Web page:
I have often read that Naphtha is used to thin tinted silicone so you can paint with it, or even push it through an airbrush.
I want to paint silicone with an airbrush, but Naphtha is not readily available in my area. Can I use Mineral Spirits or Acetone?
Just to add a little something about gloves. I have been using a lot of epoxy (>1 ton) recently and have always used disposable nitrile gloves, because they are more impermeable to chemicals than either latex or vinyl. I would recommend the nitrile having had no problems with reactions to nasties. When pouring quantities of liquid solvent I generally use thick nitrile gloves (re-useable). I think I have got through about 3000 pairs of the disposables!!
My understanding is that vinyl gloves are OK for food handling, but not much more. Take care.
A little tip - sometimes it is good to put more than one pair on. If you splash the glove, the top one can be removed without exposing your skin.
I checked on the lighter fluid, here it is made with Butane, not Naphtha. I wonder if that matters. As I am reading more about these solvents, I am learning how ridiculously toxic they are. Very dangerous!!!
You haven't found the right stuff. What you have seen is a gas - butane - used to repressurise gas-powered lighters. You need the fluid. Here in Devon it is called Swan Lighter Fluid and comes in a yellow rectangular can 100ml, with a little fold-up spout.
On the back it says 'Petroleum Spirit: contains solvent Naptha (Petroleum) Light Aliph' (Don't ask me what the last bit means...!)
Do not be completely put off by the toxicity reports. Using sensible precautions should be sufficient in the quantities you will use. Good ventilation, no naked flames, long sleeves decent gloves and possibly eye protection. If the fumes are a problem, a fan behind you blowing them away would help, as would doing the work outdoors. Bear in mind that many toxicity reports presuppose industrial scenarios where whole rooms might be suffused with the nasties. I have used the naptha on the kitchen table, probably using about 5ml at a time. I think I'll survive!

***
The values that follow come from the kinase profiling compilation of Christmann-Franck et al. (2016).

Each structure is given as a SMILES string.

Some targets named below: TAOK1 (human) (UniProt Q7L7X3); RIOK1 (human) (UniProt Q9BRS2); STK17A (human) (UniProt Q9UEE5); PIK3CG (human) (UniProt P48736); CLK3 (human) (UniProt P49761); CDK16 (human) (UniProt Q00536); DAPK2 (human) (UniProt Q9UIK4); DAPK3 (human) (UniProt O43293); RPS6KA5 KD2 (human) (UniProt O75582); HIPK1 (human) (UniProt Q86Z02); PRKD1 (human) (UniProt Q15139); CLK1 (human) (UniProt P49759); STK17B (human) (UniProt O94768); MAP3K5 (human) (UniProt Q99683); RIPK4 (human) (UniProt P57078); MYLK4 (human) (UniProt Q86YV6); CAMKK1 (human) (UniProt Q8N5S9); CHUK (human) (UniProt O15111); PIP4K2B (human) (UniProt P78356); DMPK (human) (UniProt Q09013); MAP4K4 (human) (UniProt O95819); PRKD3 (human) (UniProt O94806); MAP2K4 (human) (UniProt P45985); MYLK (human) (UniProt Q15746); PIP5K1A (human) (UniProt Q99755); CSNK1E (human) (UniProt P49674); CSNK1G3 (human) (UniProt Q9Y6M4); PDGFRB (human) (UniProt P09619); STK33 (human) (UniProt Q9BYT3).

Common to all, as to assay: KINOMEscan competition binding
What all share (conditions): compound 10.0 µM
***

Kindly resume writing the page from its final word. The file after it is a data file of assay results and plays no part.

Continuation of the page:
Around here, all the lighters I see for sale are butane gas lighters, filled with butane which looks like a liquid when it's pressurised, but comes out as a gas. So it's not normally called "lighter fluid". But the lighter fluid for older lighters is still sold in some places. Yep, it was in a rectangular can with a fold-up spout. I also use it for smoothing plasticine, because it evaporates away and leaves the plasticine as it was before brushing it on, and for soaking brushes to clean off latex.
Don't they sell Shellite (or an equivalent) in the solvent section of the hardware in the UK? It's usually next to the methylated spirit, white spirit, and turpentine. Probably near the paints. That's how I usually buy naptha.
What about silicone oil?
I'm also about to have my first go with silicone and i'm hesitant, due to all the problems that seem to come with the stuff........ Don't have latex near near it......... Difficult to paint, etc.
I've coloured silicone caulk, just by adding acrylic paint to it. It still cured as normal.
Are there no dedicated paints out there that are "silicone application ready"? You would think there would be, due to how wide spread silicone seems to be being used for sfx, etc.
Go for it! Painting silicone is a bit tricky to start but gets much easier with experience. I am really enjoying using the d-limonene instead of naphtha, as it smells nice and is much less nasty. I find the silicone takes longer to go off, but can accelerate the setting by warming it with a hair dryer. Also using icing sugar is key to getting a matt finish. Put plenty on, then wash off when the silicone has set. Apply the silicone tints in layers, so you can build up quite complex effects without muddying the colours. Have fun and experiment!